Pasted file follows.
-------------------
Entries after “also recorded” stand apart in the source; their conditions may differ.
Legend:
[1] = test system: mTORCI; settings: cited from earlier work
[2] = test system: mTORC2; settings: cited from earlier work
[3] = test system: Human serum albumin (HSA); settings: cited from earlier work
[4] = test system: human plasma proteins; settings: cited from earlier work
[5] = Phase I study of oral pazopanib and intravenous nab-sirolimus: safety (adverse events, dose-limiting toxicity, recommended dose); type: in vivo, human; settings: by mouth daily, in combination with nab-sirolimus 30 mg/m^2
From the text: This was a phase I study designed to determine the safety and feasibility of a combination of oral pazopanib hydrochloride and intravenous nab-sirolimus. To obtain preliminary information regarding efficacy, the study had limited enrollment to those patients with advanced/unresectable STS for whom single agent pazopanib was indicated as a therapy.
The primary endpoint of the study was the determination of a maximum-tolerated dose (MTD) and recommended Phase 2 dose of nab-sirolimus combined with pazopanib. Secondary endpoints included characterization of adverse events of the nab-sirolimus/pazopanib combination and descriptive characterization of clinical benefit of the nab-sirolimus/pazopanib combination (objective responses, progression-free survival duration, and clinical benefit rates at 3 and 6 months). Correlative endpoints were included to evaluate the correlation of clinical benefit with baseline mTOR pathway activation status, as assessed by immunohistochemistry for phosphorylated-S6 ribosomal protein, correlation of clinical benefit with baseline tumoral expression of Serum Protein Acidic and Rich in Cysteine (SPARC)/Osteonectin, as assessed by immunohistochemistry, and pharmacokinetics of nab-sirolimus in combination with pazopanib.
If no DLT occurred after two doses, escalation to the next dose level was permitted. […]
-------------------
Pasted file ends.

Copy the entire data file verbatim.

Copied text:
Entries after “also recorded” stand apart in the source; their conditions may differ.
Legend:
[1] = test system: mTORCI; settings: cited from earlier work
[2] = test system: mTORC2; settings: cited from earlier work
[3] = test system: Human serum albumin (HSA); settings: cited from earlier work
[4] = test system: human plasma proteins; settings: cited from earlier work
[5] = Phase I study of oral pazopanib and intravenous nab-sirolimus: safety (adverse events, dose-limiting toxicity, recommended dose); type: in vivo, human; settings: by mouth daily, in combination with nab-sirolimus 30 mg/m^2
From the text: This was a phase I study designed to determine the safety and feasibility of a combination of oral pazopanib hydrochloride and intravenous nab-sirolimus. To obtain preliminary information regarding efficacy, the study had limited enrollment to those patients with advanced/unresectable STS for whom single agent pazopanib was indicated as a therapy.
The primary endpoint of the study was the determination of a maximum-tolerated dose (MTD) and recommended Phase 2 dose of nab-sirolimus combined with pazopanib. Secondary endpoints included characterization of adverse events of the nab-sirolimus/pazopanib combination and descriptive characterization of clinical benefit of the nab-sirolimus/pazopanib combination (objective responses, progression-free survival duration, and clinical benefit rates at 3 and 6 months). Correlative endpoints were included to evaluate the correlation of clinical benefit with baseline mTOR pathway activation status, as assessed by immunohistochemistry for phosphorylated-S6 ribosomal protein, correlation of clinical benefit with baseline tumoral expression of Serum Protein Acidic and Rich in Cysteine (SPARC)/Osteonectin, as assessed by immunohistochemistry, and pharmacokinetics of nab-sirolimus in combination with pazopanib.
If no DLT occurred after two doses, escalation to the next dose level was permitted. […]